The traditional method of supplying rhizobia to seed is with peat inoculum. Read the label and apply the inoculant according to the directions. Most pulse crop inoculums for application to seed contain a pre-mixed sticker which helps adhesion to the seed. Be cautious and read the inoculant label regarding adding any approved insecticides, fungicides, herbicides, detergents or fertilisers into the slurry as these may be toxic to the rhizobia. Inoculated seed should be used within 24 hours when applied alone, and within 4 hours is applied in conjunction with a fungicide.

In-furrow water injection

Water or fluid injection of inoculants into the seed row is becoming more common as it has been adapted to pulse growing and modern machinery. It can be used where machines are set up for liquid N on cereals, and where fungicides are used to treat seeds before sowing. Water injection of inoculant requires at least 80 litres of water per hectare and is better with more.

The slurry-water solution is sprayed under low pressure into the soil in the seed row during seeding. Benefits of the new inoculant carrier types over peat are that they are convenient, ‘dissolve’ more readily, and do not have the requirement for filtering out peat hairs etc. Read the label before mixing any fungicides.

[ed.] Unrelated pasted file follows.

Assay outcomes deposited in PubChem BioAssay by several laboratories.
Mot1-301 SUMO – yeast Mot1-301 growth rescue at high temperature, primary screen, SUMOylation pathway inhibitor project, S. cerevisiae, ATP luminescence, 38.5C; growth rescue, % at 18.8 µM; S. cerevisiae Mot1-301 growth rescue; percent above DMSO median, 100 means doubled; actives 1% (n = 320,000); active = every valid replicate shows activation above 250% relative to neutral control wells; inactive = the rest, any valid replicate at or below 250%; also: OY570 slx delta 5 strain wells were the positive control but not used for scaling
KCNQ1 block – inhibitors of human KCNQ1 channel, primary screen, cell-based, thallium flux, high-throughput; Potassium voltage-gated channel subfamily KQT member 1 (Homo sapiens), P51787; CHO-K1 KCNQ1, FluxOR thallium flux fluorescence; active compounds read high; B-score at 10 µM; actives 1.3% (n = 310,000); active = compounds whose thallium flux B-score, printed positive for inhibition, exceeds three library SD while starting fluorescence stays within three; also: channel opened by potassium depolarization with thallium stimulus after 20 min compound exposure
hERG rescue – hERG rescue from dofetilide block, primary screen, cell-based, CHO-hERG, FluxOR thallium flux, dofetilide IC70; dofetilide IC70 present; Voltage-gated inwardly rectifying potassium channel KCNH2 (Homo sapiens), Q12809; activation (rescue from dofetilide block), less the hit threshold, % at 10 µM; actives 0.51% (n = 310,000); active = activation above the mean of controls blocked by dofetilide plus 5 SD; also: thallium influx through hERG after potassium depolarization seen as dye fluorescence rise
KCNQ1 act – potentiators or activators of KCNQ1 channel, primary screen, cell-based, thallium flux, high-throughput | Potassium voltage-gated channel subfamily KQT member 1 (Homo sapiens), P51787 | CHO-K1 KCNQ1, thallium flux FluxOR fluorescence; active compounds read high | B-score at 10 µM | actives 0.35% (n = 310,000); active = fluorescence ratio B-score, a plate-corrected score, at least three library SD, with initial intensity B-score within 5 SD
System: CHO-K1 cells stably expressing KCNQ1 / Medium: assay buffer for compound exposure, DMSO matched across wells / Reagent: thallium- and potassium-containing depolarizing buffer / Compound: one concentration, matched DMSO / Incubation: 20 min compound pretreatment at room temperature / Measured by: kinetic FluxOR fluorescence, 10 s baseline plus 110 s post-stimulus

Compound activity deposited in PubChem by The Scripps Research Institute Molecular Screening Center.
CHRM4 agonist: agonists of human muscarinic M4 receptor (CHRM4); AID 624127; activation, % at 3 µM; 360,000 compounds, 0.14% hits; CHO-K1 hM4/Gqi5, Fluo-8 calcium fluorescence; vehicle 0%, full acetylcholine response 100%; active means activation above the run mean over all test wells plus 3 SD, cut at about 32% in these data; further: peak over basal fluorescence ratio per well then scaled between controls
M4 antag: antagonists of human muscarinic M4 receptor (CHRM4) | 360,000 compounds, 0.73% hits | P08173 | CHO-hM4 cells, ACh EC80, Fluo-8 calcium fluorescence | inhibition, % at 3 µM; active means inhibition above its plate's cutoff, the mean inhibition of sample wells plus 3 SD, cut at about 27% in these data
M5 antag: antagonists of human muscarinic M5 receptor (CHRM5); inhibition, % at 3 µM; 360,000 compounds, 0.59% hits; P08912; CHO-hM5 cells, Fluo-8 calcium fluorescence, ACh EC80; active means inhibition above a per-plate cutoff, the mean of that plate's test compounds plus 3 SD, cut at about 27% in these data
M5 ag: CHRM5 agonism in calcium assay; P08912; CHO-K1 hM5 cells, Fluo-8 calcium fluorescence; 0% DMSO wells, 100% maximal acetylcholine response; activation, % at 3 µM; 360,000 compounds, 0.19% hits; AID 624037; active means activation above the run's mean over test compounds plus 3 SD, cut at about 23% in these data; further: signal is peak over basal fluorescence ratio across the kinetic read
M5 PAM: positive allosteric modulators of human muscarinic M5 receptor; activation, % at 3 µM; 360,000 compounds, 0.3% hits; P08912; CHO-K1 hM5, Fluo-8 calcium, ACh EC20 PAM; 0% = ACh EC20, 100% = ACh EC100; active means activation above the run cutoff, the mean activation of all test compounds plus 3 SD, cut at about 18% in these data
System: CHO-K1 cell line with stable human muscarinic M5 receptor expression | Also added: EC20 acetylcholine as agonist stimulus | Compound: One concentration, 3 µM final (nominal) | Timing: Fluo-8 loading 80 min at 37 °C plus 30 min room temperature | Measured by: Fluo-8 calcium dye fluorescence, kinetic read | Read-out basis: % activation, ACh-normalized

Granular forms

Granular inoculants are applied like fertiliser as a solid in the seed furrow or near to the seed and avoid many of the compatibility problems that rhizobia have with fertilisers and fungicides. They also eliminate the application procedures needed with peat inoculum. Granular inoculants also offer some advantages when dry sowing.

Granules contain fewer rhizobia per gram than peat based inoculants, so they must be applied at higher application rates. The size, form, uniformity, moisture content and rate of application of granules differ between products. Depending on the product or row spacing sown, application rates can vary from 4 kg/ha to 10 kg/ha to deliver adequate levels of nodulation.

Several granular inoculant formulations are now available, and they are not all the same in composition, practicalities of use and performance. Seek independent trial information for your area when making comparisons between products.